Figure 9: Sample input designs, and how the relative importance of the different design elements changes as they are moved, resized, and otherwise modified. For instance, compared to in (a), the event date stands out more and gains importance when it occurs at the bottom of the poster, in large font, on a contrasting background (b). Similarly, when the most important text of the design in (c) is moved to the upper righthand corner where it is not surrounded by other text, it gains prominence (d). Our automatic model makes similar predictions of the relative importance of design elements as ground truth human annotations.

6 Applications

We now demonstrate how automatic importance prediction can enable diverse applications. An importance map can provide a common building block for different summarization and retrieval tasks, including retargeting, thumbnailing, and interactive design tools. These prototypes are meant as proofs-of-concept, showing that our importance prediction alone can give good results with almost no additional post-processing.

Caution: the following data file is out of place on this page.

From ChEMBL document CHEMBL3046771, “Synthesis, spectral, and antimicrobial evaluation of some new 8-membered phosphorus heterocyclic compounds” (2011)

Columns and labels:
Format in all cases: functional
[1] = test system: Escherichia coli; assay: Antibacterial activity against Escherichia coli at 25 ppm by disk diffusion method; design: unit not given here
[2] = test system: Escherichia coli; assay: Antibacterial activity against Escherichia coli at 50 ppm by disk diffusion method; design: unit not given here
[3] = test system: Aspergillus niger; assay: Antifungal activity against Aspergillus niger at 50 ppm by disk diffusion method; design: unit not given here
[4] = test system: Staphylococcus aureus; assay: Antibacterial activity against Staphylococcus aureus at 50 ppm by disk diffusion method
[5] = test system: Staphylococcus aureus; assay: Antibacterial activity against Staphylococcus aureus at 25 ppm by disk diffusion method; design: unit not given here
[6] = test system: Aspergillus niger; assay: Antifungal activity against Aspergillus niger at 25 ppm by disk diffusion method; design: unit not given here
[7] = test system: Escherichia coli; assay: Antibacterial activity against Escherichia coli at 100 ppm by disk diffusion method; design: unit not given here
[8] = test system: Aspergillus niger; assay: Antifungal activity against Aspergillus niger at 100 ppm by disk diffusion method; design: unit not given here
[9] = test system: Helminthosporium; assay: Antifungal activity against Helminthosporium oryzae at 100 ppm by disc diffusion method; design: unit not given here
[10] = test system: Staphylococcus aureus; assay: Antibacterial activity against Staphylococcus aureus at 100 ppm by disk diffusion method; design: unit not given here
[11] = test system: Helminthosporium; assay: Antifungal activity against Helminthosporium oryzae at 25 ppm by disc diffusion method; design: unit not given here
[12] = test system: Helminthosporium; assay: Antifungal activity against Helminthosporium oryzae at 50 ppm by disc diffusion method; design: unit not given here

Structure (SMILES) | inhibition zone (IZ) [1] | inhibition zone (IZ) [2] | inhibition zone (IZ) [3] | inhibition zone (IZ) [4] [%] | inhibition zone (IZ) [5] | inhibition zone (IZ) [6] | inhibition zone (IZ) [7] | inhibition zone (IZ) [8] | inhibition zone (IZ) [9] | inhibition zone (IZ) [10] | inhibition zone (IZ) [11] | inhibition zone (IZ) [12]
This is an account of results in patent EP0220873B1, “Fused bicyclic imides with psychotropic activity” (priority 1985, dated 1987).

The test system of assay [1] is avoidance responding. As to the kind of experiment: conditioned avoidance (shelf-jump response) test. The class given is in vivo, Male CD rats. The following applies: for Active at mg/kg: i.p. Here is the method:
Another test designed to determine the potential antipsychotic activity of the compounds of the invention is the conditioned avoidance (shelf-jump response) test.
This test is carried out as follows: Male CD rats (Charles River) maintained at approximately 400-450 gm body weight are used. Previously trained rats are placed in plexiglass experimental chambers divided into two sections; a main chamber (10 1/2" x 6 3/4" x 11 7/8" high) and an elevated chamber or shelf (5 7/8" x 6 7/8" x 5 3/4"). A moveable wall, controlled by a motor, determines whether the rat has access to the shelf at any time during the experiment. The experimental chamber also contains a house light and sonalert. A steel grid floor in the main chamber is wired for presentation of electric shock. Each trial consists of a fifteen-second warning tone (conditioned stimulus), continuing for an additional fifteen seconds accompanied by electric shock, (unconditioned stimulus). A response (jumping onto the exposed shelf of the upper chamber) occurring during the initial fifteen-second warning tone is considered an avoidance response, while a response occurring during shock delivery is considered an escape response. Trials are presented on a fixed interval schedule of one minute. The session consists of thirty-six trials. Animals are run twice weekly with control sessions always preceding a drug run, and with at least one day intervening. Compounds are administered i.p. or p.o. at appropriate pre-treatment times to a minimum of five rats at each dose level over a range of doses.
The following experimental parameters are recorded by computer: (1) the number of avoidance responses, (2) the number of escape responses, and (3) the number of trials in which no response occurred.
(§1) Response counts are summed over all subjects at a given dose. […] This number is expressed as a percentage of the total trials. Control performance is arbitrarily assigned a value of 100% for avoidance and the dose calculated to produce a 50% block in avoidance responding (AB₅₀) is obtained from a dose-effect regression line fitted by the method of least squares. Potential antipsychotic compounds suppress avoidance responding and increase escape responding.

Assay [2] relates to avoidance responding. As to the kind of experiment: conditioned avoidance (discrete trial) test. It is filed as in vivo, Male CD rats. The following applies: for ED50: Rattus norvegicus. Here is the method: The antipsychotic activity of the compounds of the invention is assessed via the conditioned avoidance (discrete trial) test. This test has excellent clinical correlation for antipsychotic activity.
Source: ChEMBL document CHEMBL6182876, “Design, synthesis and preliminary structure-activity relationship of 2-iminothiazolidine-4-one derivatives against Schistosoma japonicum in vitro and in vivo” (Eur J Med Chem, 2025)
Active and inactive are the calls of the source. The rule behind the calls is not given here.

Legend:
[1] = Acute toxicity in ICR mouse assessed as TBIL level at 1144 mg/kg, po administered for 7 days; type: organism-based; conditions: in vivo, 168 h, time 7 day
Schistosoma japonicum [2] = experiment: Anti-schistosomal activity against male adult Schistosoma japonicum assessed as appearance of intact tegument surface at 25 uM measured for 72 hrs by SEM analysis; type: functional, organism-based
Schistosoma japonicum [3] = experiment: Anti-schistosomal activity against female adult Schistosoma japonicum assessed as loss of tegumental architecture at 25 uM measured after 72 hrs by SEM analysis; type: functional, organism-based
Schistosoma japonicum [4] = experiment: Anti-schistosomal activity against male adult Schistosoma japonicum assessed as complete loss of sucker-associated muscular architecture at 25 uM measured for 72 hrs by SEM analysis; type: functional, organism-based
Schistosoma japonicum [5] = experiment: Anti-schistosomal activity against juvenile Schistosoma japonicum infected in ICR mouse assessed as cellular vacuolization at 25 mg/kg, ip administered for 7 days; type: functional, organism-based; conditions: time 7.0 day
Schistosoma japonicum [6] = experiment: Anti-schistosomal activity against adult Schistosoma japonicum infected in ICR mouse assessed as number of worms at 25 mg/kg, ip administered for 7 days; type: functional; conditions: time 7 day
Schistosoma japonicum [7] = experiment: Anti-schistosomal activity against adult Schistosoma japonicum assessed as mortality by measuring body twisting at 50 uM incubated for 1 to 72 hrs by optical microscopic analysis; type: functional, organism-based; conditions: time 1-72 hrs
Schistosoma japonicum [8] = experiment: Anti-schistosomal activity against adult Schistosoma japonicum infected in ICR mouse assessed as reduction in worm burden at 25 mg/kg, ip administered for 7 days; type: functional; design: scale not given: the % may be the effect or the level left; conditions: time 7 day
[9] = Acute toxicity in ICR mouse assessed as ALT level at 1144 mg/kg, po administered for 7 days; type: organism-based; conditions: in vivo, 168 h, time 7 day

6.1 Retargeting

The retargeting task is to take a graphic design as input, and to produce a new version of that design with specific dimensions. Retargeting is a common task for modern designers, who must work with many different output dimensions. There is a substantial amount of work on automatic retargeting for natural images, e.g., [2, 42]. Several of these methods have shown that saliency or gaze provide good cues for retargeting, to avoid cropping out image content that people are likely to pay most attention to, such as faces in photographs.

The only previous work on retargeting graphic designs is by O’Donovan et al. [34]. They assumed knowledge of the underlying vector representation of the design and used an expensive optimization with many different energy terms. The method we propose uses bitmap data as input, and is much simpler, without requiring any manual annotations of the input image.

Importance-based retargeting for graphic designs should preserve the most important regions of a design, such as the title and key visual elements. Given a graphic design bitmap as input and specific dimensions, we use the predicted importance map to automatically select a crop of the image with highest importance (Fig. 10). Alternative variants of retargeting (e.g., seam carving) are discussed in the Supplemental Material.